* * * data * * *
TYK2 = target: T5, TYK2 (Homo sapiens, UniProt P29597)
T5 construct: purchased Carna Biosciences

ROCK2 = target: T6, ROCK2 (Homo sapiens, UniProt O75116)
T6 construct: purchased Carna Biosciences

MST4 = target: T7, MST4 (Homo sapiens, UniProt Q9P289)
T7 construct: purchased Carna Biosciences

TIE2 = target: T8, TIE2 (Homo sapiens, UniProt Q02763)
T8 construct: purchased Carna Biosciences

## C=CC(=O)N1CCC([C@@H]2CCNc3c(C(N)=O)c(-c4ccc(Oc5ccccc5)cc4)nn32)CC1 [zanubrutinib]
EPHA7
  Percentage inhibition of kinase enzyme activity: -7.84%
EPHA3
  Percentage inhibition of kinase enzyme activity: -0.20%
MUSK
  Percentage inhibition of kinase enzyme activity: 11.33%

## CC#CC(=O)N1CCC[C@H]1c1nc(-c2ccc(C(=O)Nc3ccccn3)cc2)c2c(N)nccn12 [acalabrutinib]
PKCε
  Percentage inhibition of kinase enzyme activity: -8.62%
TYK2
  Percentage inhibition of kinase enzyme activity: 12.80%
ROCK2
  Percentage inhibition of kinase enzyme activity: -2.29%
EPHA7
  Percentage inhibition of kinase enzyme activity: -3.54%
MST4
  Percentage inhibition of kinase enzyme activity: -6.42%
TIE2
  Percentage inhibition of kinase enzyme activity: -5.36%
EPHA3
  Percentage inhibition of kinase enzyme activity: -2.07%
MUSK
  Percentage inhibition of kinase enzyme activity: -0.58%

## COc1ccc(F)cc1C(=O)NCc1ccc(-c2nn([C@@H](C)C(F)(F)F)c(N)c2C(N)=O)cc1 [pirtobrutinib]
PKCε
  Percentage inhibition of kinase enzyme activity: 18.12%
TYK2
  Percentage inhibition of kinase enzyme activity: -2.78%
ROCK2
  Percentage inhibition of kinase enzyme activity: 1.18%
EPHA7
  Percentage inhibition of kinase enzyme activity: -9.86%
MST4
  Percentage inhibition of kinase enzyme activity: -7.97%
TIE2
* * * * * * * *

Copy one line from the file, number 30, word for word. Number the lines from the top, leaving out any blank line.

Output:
  Percentage inhibition of kinase enzyme activity: -2.07%